After Coto sources the dummy, she delivers it to Costume Design Manager Jeannique Prospere. Prospere and her team make sure that the dummy’s costumes match Angelotti’s costume – an off-white, striped prison uniform, with blue/grey pants and jacket. Since Angelotti has been in prison, it’s not enough for the team to replicate the costumes. They also must distress, age, and dye the costume to make it look like the dummy has suffered the same trauma as the live character of Angelotti.
For Ben Bliss, playing Tamino in Mozart’s The Magic Flute is like coming home. Not only is he back at LA Opera (he was part of the Young Artist program from 2011-2013), but Tamino was also the first opera role Bliss ever sang.
As an undergrad at Chapman University studying film, Bliss also sang in the choir. When his voice coach threatened to lower his grade if he didn’t try out for The Magic Flute, Bliss auditioned and won the role of Tamino. It was a defining moment, because even after a few years’ stint working for Dr. Phil post-college, Bliss couldn’t quite shake the opera bug and has been singing ever since.
A celebration of true love conquering all, The Magic Flute transports us into an enchanted world where good faces the forces of darkness. It follows the story of Prince Tamino, who is tasked by the Queen of the Night to rescue her daughter, Pamina, from the supposedly evil Sarastro.
Tamino is a fun character to tackle. “The music is divine and there are so many different directions you can go with the character,” says Bliss. His favorite Tamino moment occurs in Act I, when Tamino finds himself at the gates of Sarastro’s kingdom. He sings a dialogue with an animated Speaker, who guards the gates. It’s an interesting scene, because it’s the first time in the opera that Tamino thinks the Queen of the Night might be lying to him about Pamina’s situation. Is Sarastro really the evil one? Bliss also enjoys the scene, because it’s unlike many other tenor moments in Mozart operas. It’s a conversation as opposed to a moment when everything stops, so the tenor can sing gloriously about how much he loves the soprano.
The Magic Flute is a roaring-twenties set vision. It has the beauty of a classic Louise Brooks film (like Pandora’s Box) , but live. Here, the production team – Suzanne Andrade, Barrie Kosky, and Paul Barritt – talk about the concept behind their vision for Mozart’s fantasy opera.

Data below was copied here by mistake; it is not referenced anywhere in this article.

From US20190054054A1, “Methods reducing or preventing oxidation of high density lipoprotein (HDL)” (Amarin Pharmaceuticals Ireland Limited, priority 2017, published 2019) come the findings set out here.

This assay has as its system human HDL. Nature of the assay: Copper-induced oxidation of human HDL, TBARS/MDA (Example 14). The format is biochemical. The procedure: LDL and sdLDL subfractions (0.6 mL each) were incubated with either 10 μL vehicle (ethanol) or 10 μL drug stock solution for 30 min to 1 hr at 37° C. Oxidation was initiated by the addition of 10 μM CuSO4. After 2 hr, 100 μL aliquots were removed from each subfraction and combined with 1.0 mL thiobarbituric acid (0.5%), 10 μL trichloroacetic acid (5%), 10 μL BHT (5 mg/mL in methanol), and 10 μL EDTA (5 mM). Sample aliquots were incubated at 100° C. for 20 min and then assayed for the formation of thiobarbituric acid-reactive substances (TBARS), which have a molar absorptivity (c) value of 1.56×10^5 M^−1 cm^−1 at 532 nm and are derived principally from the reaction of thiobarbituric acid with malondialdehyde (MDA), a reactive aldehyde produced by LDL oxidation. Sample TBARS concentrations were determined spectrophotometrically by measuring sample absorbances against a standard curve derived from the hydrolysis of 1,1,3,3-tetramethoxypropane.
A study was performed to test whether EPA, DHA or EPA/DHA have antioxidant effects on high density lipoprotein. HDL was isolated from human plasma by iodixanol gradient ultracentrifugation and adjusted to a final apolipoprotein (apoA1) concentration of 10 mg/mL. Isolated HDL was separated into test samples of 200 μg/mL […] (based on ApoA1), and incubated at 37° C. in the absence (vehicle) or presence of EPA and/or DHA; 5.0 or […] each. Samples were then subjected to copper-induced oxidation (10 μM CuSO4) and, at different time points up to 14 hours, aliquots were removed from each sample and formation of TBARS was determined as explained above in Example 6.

How did you come up with the idea of staging The Magic Flute with 1927?
Barrie Kosky (stage director; Intendent of the Komische Oper Berlin): The Magic Flute is the most frequently performed German-language opera, one of the top ten operas in the world. Everyone knows the story; everybody knows the music; everyone knows the characters. On top of that, it is an “ageless” opera, meaning that an eight-year-old can enjoy it as much as an octogenarian can. So you start out with some pressure when you undertake a staging of this opera. I think the challenge is to embrace the heterogeneous nature of this opera. Any attempt to interpret the piece in only one way is bound to fail. You almost have to celebrate the contradictions and inconsistencies of the plot and the characters, as well as the mix of fantasy, surrealism, magic and deeply touching human emotions.
Our 2014 production of Mozart’s The Magic Flute marked the first time in opera that all physical scenery was entirely replaced by video projection. A marvel of Suzanne Andrade and Barrie Kosky’s 1927 inspiration, this Flute took us back to the roaring twenties in cinematic style.
This upcoming February, The Magic Flute returns to wow more Los Angeles audiences.
Take a sneak peek behind-the-scenes below to see how some of the tech for the show works.
Where can you find Pamina?
Pamina, daughter stands on a tiny revolving door platform that pivots out of the wall that serves as a projection screen. She is harnessed and buckled into the wall. Monostatos (Sarastro’s slave) stands on the first level of the stage. All other scenic elements are video projections.